I have heard that in Redwood City, only about 14 percent of our households have school-aged children. This has held fairly steady throughout the oughts. The region with the largest number of school-aged children as measured by percentage of households is down in the Southland, which not unrelated also has the bulk of California’s 37 million residents. It is also home to the largest school district in our state (and the second largest in the country), Los Angeles Unified School District (LAUSD), educating 671,648 K – 12 students. That makes LAUSD about 19 times bigger than Redwood City School District and the Sequoia Union High School District combined in terms of enrollment.

Then there’s the other view that it’s not that there aren’t kids in our area, but that middle and upper income kids in particular have fled for private school. However, each year the California State Department of Education analyzes private school attendance and what the most recent report shows is that actually as hard times hit California, private school enrollments dropped. However, it is true that our county is among 10 counties to have more than 10 percent of its school-aged children enrolled in private school (15.25 percent). But even with that, this means that 85 percent of our kids still go to public school.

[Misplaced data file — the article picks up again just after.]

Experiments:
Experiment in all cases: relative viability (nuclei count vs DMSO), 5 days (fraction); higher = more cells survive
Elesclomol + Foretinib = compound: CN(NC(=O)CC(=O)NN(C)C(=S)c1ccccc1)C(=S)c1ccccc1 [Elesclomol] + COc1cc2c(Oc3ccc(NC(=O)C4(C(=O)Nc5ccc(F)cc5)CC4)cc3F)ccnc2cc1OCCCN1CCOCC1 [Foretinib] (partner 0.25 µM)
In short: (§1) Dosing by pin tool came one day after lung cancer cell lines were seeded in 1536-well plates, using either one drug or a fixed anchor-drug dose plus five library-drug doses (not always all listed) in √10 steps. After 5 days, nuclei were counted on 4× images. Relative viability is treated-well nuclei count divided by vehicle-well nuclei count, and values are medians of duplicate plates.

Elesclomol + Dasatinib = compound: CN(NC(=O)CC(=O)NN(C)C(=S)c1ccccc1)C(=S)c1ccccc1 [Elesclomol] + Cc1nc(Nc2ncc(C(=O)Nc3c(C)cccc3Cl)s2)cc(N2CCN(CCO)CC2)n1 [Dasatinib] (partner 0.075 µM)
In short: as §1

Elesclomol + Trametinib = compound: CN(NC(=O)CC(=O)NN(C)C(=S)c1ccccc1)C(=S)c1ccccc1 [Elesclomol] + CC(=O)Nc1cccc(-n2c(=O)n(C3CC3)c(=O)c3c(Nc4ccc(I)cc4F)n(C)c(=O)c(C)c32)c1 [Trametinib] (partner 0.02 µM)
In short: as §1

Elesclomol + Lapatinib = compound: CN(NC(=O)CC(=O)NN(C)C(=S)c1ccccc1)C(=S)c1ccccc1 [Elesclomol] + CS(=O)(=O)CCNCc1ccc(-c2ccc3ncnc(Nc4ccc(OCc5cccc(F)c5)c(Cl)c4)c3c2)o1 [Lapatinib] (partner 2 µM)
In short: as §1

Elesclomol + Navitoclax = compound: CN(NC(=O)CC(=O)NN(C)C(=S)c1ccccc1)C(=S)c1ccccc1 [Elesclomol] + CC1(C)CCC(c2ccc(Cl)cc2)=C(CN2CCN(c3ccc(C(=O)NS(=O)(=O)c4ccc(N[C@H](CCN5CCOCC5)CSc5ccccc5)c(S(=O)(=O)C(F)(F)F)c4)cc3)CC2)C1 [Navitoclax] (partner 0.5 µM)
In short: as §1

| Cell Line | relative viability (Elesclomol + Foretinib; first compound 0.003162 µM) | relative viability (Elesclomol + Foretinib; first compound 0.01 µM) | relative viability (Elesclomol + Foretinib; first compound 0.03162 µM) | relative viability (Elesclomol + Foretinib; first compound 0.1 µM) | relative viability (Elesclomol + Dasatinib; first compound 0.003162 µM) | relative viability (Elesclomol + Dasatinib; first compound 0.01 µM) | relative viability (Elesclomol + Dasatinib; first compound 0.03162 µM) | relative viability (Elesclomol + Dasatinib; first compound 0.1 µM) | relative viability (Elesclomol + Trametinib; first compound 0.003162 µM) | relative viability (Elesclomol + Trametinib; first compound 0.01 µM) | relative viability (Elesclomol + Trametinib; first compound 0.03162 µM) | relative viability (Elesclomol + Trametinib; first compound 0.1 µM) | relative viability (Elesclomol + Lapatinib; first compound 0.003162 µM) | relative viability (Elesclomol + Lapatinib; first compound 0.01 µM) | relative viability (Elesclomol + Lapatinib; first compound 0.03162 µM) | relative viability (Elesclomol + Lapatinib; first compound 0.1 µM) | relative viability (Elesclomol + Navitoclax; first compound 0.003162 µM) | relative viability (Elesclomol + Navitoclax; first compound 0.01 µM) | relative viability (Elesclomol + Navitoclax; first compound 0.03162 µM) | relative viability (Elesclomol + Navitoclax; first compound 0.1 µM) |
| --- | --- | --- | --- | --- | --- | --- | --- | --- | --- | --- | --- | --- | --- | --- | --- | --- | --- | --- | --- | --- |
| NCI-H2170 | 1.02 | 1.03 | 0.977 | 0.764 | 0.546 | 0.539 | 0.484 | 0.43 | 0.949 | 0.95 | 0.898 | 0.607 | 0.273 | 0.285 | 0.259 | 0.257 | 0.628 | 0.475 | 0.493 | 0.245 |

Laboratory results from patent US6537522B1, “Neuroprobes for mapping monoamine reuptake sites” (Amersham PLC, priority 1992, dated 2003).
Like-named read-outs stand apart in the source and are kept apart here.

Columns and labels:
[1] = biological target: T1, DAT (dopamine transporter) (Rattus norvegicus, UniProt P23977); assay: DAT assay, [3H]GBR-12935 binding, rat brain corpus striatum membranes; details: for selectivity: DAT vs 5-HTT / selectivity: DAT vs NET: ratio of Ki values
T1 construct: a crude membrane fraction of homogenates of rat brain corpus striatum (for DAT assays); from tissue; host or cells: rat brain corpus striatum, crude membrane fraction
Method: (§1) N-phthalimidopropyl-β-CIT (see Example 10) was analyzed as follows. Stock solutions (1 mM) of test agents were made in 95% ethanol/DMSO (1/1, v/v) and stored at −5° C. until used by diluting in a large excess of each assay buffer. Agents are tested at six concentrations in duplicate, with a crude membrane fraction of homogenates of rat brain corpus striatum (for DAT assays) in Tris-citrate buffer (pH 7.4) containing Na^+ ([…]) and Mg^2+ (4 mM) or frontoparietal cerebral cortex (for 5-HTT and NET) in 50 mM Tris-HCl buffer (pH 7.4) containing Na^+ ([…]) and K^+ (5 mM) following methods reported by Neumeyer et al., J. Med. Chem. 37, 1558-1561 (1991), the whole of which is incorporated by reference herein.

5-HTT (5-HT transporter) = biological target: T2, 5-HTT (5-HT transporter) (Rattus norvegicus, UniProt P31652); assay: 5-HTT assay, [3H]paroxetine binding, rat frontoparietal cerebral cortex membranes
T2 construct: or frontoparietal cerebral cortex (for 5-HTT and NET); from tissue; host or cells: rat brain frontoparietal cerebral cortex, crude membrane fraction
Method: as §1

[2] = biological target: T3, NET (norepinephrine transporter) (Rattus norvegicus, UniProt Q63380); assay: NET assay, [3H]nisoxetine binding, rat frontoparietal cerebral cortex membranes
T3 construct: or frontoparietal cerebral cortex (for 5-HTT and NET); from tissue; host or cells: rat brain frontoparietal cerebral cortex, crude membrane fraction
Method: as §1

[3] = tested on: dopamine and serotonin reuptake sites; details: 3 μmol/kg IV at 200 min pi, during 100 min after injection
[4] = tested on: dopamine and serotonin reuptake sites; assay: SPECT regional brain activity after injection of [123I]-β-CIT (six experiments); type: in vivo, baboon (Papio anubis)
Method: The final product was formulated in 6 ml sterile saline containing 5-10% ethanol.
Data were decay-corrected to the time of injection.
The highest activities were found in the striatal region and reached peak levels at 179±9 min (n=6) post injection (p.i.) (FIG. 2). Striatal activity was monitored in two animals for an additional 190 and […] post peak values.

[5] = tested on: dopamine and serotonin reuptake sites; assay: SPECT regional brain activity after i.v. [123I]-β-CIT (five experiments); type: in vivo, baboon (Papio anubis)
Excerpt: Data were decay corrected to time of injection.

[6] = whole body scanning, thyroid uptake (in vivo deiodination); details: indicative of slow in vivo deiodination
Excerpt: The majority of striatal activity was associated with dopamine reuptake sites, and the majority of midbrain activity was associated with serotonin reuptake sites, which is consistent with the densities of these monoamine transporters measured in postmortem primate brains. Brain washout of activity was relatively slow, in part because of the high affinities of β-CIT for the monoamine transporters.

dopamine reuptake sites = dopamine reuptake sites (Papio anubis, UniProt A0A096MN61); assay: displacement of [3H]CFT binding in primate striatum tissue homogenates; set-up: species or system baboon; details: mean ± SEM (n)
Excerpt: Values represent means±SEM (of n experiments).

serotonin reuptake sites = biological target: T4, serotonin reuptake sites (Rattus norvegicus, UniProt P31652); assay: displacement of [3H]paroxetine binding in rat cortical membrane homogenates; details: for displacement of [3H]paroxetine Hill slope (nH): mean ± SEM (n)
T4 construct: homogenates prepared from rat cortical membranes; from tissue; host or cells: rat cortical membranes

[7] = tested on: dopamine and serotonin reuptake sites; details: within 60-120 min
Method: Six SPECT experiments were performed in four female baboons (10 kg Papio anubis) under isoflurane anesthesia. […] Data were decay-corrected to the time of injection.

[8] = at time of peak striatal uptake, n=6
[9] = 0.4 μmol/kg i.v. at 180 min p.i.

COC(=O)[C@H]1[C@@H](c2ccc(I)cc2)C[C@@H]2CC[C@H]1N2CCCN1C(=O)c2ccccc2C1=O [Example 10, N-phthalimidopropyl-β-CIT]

So when we rage about lack of funding and a seeming lack of concern for our kids, it may be as simple as there aren’t that many of us parents. Remember, the boomers are all a bit old to be having kids. I know, because I am the technical last year for that 20-year generational spread. And I can guarantee that I am not having another child, as it’s essentially a biological impossibility. So the biggest generation in world history has moved on, and with them, their kids – who are probably the most educated group of people, ever. And when a population becomes more educated, then the general birthrate falls.

And the one big elephant in the room is race. Our Redwood City Schools are predominately 70 percent Latino and 20 percent Anglo. However, our city, and our voting population, is still predominately Anglo. So speaking broadly, where have all the Anglos gone? They haven’t “gone” anywhere, they’re here, but without school-aged kids.